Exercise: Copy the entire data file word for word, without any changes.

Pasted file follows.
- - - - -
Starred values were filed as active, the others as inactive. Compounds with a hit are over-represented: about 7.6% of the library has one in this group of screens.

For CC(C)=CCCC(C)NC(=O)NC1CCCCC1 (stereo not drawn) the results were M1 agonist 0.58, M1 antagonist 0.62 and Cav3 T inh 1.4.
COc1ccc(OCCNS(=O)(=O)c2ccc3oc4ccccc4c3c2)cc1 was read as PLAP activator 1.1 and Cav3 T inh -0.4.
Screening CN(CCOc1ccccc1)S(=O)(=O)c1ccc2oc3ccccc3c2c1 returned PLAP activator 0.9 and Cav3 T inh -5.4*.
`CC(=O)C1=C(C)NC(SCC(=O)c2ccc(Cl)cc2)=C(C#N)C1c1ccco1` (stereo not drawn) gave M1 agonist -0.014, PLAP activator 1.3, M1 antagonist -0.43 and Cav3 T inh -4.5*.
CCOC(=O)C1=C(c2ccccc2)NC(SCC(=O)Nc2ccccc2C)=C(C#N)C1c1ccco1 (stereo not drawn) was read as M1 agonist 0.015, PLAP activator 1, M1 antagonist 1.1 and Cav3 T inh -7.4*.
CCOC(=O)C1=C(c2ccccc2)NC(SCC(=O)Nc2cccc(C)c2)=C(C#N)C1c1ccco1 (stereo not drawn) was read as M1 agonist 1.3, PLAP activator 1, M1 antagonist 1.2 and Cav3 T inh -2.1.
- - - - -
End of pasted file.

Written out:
Starred values were filed as active, the others as inactive. Compounds with a hit are over-represented: about 7.6% of the library has one in this group of screens.

For CC(C)=CCCC(C)NC(=O)NC1CCCCC1 (stereo not drawn) the results were M1 agonist 0.58, M1 antagonist 0.62 and Cav3 T inh 1.4.
COc1ccc(OCCNS(=O)(=O)c2ccc3oc4ccccc4c3c2)cc1 was read as PLAP activator 1.1 and Cav3 T inh -0.4.
Screening CN(CCOc1ccccc1)S(=O)(=O)c1ccc2oc3ccccc3c2c1 returned PLAP activator 0.9 and Cav3 T inh -5.4*.
`CC(=O)C1=C(C)NC(SCC(=O)c2ccc(Cl)cc2)=C(C#N)C1c1ccco1` (stereo not drawn) gave M1 agonist -0.014, PLAP activator 1.3, M1 antagonist -0.43 and Cav3 T inh -4.5*.
CCOC(=O)C1=C(c2ccccc2)NC(SCC(=O)Nc2ccccc2C)=C(C#N)C1c1ccco1 (stereo not drawn) was read as M1 agonist 0.015, PLAP activator 1, M1 antagonist 1.1 and Cav3 T inh -7.4*.
CCOC(=O)C1=C(c2ccccc2)NC(SCC(=O)Nc2cccc(C)c2)=C(C#N)C1c1ccco1 (stereo not drawn) was read as M1 agonist 1.3, PLAP activator 1, M1 antagonist 1.2 and Cav3 T inh -2.1.